First the Spill, Then the Lawsuits
“Oil spill damages? You May Be Entitled to Compensation,” reads a billboard in LaFourche Parish, Louisiana.
It is just one of the tactics lawyers are using to sign up clients to sue BP , along with running advertisements on Gulf Coast television stations, buying Internet addresses like GulfOilSpillLawFirm.com, and holding informational seminars — with free food and drinks — for those who feel the oil company owes them something.
Lawyers across the nation have filed nearly 200 lawsuits so far related to the April 20 oil disaster, including death and injury claims for those aboard the rig, claims of damage and economic loss for people whose livelihoods are threatened by the slick, and shareholder suits over BP’s plunging stock. Cases have even been filed on behalf of the oil-coated fish and birds. Lawyers also plan to file a civil racketeering action alleging a corporate conspiracy with the Bush administration.
At a seminar on Tuesday evening at the Emerald Grande hotel in Destin, Fla., 150 residents and business owners heard a presentation by two lawyers, Robert J. McKee of Fort Lauderdale, Fla., and Stuart H. Smith of New Orleans, about dealing with the BP claims process.
Mr. Smith, who had flown his private plane from his home in New Orleans for the event, called the continuing gusher under the gulf “a disaster on the installment plan.”
They introduced a team of experts they have assembled to fight BP in court, including accountants, an oceanographer, chemist and toxicologist, and explained to the audience how to gather records to improve their chances.
Mr. McKee’s advice to the group — and it was just advice, because he had to stay on the proper side of the ethical line that bars solicitation of clients — was blunt. Should they decide to sue, he said, “You find someone competent who can kick their butt and take what is owed to you for full, fair and honest compensation.”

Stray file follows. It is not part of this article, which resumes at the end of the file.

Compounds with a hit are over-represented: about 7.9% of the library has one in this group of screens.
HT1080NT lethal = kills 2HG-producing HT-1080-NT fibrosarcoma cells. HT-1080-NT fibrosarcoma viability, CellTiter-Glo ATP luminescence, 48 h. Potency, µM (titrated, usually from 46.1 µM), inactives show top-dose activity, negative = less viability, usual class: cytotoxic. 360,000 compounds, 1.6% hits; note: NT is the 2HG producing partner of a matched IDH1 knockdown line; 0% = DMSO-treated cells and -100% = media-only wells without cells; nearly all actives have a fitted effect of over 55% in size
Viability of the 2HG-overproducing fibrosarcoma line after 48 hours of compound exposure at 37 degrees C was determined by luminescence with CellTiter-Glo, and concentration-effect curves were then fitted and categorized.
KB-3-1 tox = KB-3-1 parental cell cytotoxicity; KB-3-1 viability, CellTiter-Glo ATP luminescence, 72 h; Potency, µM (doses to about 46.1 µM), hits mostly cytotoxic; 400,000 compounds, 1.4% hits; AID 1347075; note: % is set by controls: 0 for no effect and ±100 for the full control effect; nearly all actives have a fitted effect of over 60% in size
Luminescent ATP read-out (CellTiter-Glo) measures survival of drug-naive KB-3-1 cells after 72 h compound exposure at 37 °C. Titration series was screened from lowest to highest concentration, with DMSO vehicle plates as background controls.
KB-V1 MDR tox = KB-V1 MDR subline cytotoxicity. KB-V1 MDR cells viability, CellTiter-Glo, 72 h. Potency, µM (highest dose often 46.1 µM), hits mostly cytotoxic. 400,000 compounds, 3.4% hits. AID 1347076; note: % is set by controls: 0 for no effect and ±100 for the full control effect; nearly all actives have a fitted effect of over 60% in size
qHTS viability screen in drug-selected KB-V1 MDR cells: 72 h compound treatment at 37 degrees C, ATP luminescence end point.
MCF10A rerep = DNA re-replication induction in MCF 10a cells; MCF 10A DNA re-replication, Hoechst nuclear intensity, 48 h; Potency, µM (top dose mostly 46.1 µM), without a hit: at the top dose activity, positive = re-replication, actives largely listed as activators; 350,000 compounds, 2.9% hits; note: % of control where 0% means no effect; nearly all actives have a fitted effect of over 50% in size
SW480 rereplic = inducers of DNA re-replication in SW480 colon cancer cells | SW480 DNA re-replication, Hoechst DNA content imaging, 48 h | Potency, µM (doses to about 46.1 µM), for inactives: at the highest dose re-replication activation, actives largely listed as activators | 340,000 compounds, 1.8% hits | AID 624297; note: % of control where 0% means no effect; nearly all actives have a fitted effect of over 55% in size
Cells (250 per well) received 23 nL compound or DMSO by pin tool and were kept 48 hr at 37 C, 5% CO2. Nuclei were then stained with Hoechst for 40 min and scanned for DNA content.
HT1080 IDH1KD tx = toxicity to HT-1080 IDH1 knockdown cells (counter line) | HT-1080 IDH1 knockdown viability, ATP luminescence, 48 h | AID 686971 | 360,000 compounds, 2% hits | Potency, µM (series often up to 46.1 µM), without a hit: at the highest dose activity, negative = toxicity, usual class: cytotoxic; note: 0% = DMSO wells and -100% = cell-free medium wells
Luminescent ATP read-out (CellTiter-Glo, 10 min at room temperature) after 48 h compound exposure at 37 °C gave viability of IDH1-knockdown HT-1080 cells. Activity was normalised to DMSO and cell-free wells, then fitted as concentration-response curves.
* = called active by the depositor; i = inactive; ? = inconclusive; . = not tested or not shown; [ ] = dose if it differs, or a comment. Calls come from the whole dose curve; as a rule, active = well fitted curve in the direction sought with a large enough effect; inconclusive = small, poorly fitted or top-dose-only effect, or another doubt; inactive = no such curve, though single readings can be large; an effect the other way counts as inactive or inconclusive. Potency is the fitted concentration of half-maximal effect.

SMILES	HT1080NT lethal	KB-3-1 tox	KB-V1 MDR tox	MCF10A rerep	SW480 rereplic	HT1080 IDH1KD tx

Because thousands of plaintiffs’ lawyers from across the country are trying to join in the kicking, consolidation of the federal suits is almost certain. The decision will be made, oddly enough, some 2,000 miles away from the Gulf Coast, by a panel of judges meeting on July 29 in Boise, Idaho, to manage what is known as multidistrict litigation.
The panels will almost certainly give the oil cases to a single judge or a small number of judges, who will then sort them into groups and combine tasks, like the discovery process to ferret out underlying facts for all the cases.
Finding a judge without a potential conflict of interest in the sprawling case could be a challenge: half of the active judges in the federal judicial district in which New Orleans sits have already recused themselves.
The judges in Idaho may send the cases to New Orleans (where more of the plaintiffs and the damage can be found), to Houston (as the defendants wish, perhaps because of the city’s ties to the oil industry) or to more neutral ground. Wherever it ends up, Louisiana’s feisty lawyers are likely to play a big role in the litigation.
Seasoned Texas litigators like Brent W. Coon, who fought BP over the 2005 plant explosion in Texas City, are likely to be deeply involved, as will experts in mass tort litigation from around the country who have taken part in enormously complex suits involving tobacco, pharmaceuticals, accelerating Toyotas and defective Chinese drywall.
The plaintiffs’ lawyers are eager to fight the oil giant, just as soon as they get past fighting one another.
They are still involved in the scrum at the beginning of most multidistrict litigation, trying to get the largest number of clients and earliest filings in hopes of winning influence in steering the consolidated litigation.
Mass tort litigators and the specialists do not think highly of each other. Mr. Smith, an environmental litigator in New Orleans who has sued oil companies for much of his career, scoffs at the generalist approach to mass tort lawyering. “If you need brain surgery, you don’t go to an orthopedic surgeon,” he said.
The mass tort litigators do not pretend to be experts in every field of law required in every case. Asked whether he had experience in the arcane maritime law involved in the spill, Stephen A. Sheller, a mass tort specialist from Philadelphia, said, “I go on a cruise boat occasionally.”